Title: The Truth and Lies of Ella Black
Author: Emily Barr
Published by: Penguin
Publication date: 11th January 2018
Pages: 288, paperback
Genre: young adult, contemporary
Ella Black seems to live the life most other seventeen-year-olds would kill for . . .
Until one day, telling her nothing, her parents whisk her off to Rio de Janeiro. Determined to find out why, Ella takes her chance and searches through their things.
And realises her life has been a lie.
Her mother and father aren’t hers at all. Unable to comprehend the truth, Ella runs away, to the one place they’ll never think to look – the favelas.
But there she learns a terrible secret – the truth about her real parents and their past. And the truth about a mother, desperate for a daughter taken from her seventeen years ago . . .
This is another 2018 release I have been anticipating for months! I really wasn’t sure what I was expecting when I picked up this book: maybe the story of Ella’s struggle with her darker, alternate personality (‘Bella’), or a thriller novel. In reality, The Truth and Lies of Ella Black struck me as a coming-of-age story, which was completely unexpected and very welcome!
I adored the writing in this book! I loved the setting and, as someone who has never been to Brazil, I thought the detailed and vibrant descriptions were really lovely and added to the amazing atmosphere of this book. The story itself was also very well paced, and the good momentum really helped to string the events together! This book was packed with adventure, and there was never a dull moment, but I never felt that too much was going on at any given point.
Ella was such an interesting character, and I thought her narrative was excellent! Having read The One Memory of Flora Banks, I already knew that Emily Barr is great at writing unique and memorable protagonists, and Ella was no different! The ordeal she went through, and the struggles she faced, proved her to be an extraordinarily strong character, and she was really someone I could root for!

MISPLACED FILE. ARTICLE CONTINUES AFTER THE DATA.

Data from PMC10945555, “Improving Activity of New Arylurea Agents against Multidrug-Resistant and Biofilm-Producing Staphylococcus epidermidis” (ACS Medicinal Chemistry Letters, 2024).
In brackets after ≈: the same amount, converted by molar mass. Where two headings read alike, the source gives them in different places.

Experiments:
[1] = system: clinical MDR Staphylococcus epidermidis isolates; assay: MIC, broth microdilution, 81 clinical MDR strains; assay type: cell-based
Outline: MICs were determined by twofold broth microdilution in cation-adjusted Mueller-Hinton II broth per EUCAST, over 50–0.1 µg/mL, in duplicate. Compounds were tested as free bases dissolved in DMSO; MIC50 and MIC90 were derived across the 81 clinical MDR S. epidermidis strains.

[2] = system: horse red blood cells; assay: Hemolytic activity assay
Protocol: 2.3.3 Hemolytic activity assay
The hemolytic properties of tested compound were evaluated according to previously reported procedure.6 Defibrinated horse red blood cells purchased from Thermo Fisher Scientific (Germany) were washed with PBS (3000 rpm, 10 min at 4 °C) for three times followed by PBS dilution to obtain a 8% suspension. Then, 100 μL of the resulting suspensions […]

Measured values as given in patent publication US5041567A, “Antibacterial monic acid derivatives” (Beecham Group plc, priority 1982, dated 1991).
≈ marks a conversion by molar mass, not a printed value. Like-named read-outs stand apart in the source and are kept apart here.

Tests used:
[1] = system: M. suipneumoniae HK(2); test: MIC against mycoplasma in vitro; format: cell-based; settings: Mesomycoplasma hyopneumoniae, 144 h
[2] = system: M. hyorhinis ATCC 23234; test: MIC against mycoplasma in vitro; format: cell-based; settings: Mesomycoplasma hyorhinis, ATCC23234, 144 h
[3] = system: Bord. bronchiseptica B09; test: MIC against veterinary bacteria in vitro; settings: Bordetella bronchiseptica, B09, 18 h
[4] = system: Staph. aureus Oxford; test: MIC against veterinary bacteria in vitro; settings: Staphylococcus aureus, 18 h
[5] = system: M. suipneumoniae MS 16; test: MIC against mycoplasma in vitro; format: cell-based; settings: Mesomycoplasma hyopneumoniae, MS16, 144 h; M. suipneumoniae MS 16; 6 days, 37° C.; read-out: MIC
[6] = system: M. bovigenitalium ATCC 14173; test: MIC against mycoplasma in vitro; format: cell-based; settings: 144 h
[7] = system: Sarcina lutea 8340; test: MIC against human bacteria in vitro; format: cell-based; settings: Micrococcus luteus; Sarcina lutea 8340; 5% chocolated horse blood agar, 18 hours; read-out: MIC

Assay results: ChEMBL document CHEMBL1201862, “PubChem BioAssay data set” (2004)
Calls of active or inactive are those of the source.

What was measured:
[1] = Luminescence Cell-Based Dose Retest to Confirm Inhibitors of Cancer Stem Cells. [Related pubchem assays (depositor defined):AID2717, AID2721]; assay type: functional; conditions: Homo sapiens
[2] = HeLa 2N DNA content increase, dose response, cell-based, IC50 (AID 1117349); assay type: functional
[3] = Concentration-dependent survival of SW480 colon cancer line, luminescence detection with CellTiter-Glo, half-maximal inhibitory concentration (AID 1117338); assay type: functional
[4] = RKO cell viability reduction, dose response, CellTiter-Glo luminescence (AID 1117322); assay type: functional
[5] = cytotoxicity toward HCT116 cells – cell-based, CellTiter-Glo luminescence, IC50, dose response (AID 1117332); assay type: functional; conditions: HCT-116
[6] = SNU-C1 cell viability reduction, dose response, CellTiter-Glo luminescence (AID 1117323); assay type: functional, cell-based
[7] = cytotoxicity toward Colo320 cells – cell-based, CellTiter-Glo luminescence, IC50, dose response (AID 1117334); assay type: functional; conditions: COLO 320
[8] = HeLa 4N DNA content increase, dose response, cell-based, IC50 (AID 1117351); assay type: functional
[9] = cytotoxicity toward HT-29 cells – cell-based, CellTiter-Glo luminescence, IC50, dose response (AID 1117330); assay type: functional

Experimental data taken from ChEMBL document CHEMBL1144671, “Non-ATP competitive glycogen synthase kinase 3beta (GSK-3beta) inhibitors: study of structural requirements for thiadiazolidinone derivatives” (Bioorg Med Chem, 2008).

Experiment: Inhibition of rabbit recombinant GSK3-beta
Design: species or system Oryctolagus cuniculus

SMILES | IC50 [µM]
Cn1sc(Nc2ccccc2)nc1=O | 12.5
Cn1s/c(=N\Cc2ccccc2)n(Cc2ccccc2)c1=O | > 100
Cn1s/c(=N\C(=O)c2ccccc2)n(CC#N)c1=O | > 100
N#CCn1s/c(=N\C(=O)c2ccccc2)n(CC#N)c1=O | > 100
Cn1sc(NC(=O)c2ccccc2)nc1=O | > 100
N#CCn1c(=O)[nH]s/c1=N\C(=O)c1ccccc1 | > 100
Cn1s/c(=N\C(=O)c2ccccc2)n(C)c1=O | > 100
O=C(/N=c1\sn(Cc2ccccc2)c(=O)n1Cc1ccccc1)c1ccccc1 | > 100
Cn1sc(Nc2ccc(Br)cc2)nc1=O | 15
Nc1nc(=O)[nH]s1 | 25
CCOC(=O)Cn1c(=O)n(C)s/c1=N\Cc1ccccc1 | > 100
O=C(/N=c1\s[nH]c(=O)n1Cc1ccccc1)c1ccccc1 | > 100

I found Ella’s inner conflict really fascinating – throughout the book, Ella is fighting with ‘Bella’ (meaning ‘Bad Ella’), a part of her subconscious that urges Ella to do dark and dangerous things. There were three major plot lines in this story, and I felt that the first two (Ella ‘finding herself’ in Rio, and the secrets of Ella’s identity) were tied together perfectly with this one. All the other pieces in Ella’s life began to fall into place as she learnt to cope with ‘Bella’, and I thought this really helped the flow and feel of the story!
The only things keeping this from being a five-star read for me was firstly, that the romance subplot felt very unrealistic, and slightly unnecessary (although I did think they were adorable together). I also just wish that there had been a bit more of a resolution regarding Ella’s split personality, as I personally felt that it was left rather unfinished. However, I am giving this book four stars, because I really did love it and enjoy reading it!
I can really see this book being made into a film; even as a book, there was something very cinematic about it. It really is an epic story, and I was completely invested in Ella’s journey and character development. I have been seeing some mixed reviews about this book, but personally I loved it, and would really recommend giving this book a read when it comes out next week!
This is another one of the ARCs I received at YALC in the summer (so a big thank you to Penguin for giving it to me!).
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